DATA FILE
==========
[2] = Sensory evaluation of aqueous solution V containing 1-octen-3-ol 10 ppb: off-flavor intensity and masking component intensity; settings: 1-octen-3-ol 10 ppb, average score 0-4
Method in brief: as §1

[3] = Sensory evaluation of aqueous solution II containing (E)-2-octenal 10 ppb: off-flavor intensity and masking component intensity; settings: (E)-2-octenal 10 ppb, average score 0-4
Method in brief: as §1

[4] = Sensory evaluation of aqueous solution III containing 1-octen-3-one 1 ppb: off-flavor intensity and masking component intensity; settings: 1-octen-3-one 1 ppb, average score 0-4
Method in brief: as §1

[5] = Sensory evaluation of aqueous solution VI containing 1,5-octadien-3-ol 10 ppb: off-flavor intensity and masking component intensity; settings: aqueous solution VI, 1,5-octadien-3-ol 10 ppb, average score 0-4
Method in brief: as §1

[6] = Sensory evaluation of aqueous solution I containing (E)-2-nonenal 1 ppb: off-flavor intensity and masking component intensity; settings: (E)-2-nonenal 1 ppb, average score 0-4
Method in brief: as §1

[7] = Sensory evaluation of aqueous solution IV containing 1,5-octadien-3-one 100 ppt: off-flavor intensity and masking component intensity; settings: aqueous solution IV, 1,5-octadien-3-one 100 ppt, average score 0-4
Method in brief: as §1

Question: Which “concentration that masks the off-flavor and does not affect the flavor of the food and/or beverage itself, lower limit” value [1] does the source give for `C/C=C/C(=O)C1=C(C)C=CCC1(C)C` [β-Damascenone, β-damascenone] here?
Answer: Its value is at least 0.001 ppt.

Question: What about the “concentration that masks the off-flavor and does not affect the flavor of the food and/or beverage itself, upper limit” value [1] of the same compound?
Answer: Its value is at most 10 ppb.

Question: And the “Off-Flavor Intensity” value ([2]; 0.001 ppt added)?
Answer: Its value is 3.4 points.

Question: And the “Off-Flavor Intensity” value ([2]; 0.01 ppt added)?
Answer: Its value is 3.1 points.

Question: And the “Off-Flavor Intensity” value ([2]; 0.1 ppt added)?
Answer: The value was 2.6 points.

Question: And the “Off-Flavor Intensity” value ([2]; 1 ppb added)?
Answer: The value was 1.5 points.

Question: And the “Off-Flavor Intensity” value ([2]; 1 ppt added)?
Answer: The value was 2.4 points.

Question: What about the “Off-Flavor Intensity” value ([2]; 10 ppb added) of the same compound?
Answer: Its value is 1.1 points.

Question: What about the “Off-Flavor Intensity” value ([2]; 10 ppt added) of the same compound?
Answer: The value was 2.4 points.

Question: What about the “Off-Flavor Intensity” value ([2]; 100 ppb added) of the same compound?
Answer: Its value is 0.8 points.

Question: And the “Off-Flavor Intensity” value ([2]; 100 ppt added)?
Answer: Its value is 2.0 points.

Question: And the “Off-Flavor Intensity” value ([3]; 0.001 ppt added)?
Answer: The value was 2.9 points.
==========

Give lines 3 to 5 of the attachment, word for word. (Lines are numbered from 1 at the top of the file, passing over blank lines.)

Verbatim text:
[3] = Sensory evaluation of aqueous solution II containing (E)-2-octenal 10 ppb: off-flavor intensity and masking component intensity; settings: (E)-2-octenal 10 ppb, average score 0-4
Method in brief: as §1

[4] = Sensory evaluation of aqueous solution III containing 1-octen-3-one 1 ppb: off-flavor intensity and masking component intensity; settings: 1-octen-3-one 1 ppb, average score 0-4